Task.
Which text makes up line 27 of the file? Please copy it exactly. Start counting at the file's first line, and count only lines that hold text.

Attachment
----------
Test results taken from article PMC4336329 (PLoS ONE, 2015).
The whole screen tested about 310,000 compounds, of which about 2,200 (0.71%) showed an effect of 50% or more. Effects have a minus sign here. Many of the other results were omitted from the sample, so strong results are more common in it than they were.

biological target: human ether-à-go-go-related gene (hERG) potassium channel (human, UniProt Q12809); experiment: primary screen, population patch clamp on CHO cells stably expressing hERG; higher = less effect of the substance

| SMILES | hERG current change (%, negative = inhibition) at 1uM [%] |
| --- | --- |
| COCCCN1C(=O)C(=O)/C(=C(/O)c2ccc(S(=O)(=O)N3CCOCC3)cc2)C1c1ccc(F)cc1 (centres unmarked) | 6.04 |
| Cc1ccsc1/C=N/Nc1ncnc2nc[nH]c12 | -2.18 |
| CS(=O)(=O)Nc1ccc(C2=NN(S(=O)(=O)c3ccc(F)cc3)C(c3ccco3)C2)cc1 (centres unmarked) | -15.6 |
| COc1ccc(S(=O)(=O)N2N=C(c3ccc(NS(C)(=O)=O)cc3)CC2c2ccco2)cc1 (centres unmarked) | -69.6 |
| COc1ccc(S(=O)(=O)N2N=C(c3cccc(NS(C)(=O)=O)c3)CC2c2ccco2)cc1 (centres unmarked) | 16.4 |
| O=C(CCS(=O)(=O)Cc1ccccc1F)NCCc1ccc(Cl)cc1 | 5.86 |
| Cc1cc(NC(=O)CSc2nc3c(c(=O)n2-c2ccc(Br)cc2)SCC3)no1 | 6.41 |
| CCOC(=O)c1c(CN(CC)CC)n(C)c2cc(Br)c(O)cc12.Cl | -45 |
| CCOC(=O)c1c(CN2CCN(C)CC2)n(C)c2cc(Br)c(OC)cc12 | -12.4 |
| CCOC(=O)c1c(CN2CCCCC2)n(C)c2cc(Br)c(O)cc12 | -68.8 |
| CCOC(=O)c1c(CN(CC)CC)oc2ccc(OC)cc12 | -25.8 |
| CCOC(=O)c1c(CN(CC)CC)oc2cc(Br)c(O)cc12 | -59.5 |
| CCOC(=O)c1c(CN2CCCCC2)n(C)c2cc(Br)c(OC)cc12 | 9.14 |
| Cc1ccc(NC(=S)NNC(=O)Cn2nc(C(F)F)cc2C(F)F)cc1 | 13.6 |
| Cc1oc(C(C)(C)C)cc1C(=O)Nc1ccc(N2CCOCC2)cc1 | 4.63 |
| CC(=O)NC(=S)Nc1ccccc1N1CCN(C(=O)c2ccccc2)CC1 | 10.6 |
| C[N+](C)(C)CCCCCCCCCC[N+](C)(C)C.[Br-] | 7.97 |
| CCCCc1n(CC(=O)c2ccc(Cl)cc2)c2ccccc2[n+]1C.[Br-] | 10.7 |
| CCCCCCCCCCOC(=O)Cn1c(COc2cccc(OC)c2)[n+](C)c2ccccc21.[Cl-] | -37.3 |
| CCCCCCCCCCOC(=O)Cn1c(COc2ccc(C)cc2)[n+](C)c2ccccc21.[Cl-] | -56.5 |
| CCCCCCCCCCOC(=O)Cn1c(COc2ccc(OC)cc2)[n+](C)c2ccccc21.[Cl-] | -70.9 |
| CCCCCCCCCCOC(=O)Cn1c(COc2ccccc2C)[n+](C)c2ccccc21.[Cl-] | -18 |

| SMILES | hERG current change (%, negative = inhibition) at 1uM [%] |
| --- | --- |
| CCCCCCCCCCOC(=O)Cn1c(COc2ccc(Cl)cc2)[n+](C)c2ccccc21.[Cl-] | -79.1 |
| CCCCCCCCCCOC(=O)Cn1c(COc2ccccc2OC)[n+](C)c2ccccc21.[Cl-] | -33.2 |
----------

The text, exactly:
| CCCCCCCCCCOC(=O)Cn1c(COc2ccccc2C)[n+](C)c2ccccc21.[Cl-] | -18 |